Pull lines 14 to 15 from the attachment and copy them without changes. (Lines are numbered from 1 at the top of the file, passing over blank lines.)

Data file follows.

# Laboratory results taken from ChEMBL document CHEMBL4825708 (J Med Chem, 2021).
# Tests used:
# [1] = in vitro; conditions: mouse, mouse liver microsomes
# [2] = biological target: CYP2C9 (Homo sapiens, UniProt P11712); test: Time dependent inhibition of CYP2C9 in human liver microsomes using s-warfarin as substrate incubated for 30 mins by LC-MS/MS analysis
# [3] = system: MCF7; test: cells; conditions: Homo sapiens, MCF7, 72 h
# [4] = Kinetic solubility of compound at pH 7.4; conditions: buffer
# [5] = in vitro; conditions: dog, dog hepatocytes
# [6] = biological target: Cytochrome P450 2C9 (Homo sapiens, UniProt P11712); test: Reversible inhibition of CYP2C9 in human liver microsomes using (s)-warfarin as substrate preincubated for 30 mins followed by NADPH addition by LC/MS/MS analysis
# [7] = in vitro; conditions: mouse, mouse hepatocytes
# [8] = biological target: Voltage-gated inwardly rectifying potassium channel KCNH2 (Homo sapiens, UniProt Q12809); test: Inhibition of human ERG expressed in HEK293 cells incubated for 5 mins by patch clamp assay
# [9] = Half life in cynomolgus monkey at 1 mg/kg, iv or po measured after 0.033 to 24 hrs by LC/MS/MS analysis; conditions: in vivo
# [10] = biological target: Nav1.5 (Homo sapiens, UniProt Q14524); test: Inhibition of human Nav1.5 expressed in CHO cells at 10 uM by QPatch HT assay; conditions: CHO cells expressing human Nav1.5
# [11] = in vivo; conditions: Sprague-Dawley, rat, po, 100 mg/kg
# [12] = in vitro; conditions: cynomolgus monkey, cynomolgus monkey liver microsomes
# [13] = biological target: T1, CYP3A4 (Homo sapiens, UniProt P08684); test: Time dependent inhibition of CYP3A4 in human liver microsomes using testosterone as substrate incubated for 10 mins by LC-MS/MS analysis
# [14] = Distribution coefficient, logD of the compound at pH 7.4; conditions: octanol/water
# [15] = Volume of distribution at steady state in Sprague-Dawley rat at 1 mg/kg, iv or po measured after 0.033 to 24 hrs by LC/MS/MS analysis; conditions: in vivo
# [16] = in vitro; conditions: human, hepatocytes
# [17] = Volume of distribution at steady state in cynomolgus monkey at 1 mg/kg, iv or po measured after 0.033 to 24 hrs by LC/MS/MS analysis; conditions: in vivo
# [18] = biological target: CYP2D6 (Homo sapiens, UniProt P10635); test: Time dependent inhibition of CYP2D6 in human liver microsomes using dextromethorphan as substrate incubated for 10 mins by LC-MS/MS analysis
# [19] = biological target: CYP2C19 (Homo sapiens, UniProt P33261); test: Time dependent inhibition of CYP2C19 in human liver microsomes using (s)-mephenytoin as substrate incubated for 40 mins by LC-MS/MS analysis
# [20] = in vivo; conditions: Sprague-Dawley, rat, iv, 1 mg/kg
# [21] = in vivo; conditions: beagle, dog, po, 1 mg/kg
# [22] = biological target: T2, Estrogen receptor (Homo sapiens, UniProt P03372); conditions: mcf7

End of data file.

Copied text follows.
# [12] = in vitro; conditions: cynomolgus monkey, cynomolgus monkey liver microsomes
# [13] = biological target: T1, CYP3A4 (Homo sapiens, UniProt P08684); test: Time dependent inhibition of CYP3A4 in human liver microsomes using testosterone as substrate incubated for 10 mins by LC-MS/MS analysis